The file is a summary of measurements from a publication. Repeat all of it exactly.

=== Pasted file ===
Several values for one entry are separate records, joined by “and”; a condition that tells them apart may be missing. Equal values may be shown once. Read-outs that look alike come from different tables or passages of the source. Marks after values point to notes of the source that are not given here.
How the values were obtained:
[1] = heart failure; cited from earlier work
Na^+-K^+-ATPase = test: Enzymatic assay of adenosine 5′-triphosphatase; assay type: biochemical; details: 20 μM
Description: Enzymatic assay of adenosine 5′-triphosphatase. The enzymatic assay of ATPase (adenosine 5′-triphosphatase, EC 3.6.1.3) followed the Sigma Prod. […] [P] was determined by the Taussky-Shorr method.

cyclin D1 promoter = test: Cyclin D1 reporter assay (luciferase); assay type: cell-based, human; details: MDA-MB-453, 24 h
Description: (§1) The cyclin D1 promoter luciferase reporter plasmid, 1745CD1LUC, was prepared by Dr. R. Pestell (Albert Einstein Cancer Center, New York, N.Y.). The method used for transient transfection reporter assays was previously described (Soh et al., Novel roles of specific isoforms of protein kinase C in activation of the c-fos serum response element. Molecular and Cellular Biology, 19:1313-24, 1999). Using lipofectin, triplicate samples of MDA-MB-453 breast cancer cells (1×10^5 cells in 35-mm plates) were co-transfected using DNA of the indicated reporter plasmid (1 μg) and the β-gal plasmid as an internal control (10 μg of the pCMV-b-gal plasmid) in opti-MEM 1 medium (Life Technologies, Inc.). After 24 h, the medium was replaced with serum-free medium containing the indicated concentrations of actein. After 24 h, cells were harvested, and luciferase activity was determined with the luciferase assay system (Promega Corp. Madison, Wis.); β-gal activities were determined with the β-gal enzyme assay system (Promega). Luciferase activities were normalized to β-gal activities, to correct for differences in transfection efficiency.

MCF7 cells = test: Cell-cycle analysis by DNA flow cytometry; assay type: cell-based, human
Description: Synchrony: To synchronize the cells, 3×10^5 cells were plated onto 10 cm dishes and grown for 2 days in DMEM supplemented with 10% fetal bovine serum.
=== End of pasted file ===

Several values for one entry are separate records, joined by “and”; a condition that tells them apart may be missing. Equal values may be shown once. Read-outs that look alike come from different tables or passages of the source. Marks after values point to notes of the source that are not given here.
How the values were obtained:
[1] = heart failure; cited from earlier work
Na^+-K^+-ATPase = test: Enzymatic assay of adenosine 5′-triphosphatase; assay type: biochemical; details: 20 μM
Description: Enzymatic assay of adenosine 5′-triphosphatase. The enzymatic assay of ATPase (adenosine 5′-triphosphatase, EC 3.6.1.3) followed the Sigma Prod. […] [P] was determined by the Taussky-Shorr method.

cyclin D1 promoter = test: Cyclin D1 reporter assay (luciferase); assay type: cell-based, human; details: MDA-MB-453, 24 h
Description: (§1) The cyclin D1 promoter luciferase reporter plasmid, 1745CD1LUC, was prepared by Dr. R. Pestell (Albert Einstein Cancer Center, New York, N.Y.). The method used for transient transfection reporter assays was previously described (Soh et al., Novel roles of specific isoforms of protein kinase C in activation of the c-fos serum response element. Molecular and Cellular Biology, 19:1313-24, 1999). Using lipofectin, triplicate samples of MDA-MB-453 breast cancer cells (1×10^5 cells in 35-mm plates) were co-transfected using DNA of the indicated reporter plasmid (1 μg) and the β-gal plasmid as an internal control (10 μg of the pCMV-b-gal plasmid) in opti-MEM 1 medium (Life Technologies, Inc.). After 24 h, the medium was replaced with serum-free medium containing the indicated concentrations of actein. After 24 h, cells were harvested, and luciferase activity was determined with the luciferase assay system (Promega Corp. Madison, Wis.); β-gal activities were determined with the β-gal enzyme assay system (Promega). Luciferase activities were normalized to β-gal activities, to correct for differences in transfection efficiency.

MCF7 cells = test: Cell-cycle analysis by DNA flow cytometry; assay type: cell-based, human
Description: Synchrony: To synchronize the cells, 3×10^5 cells were plated onto 10 cm dishes and grown for 2 days in DMEM supplemented with 10% fetal bovine serum.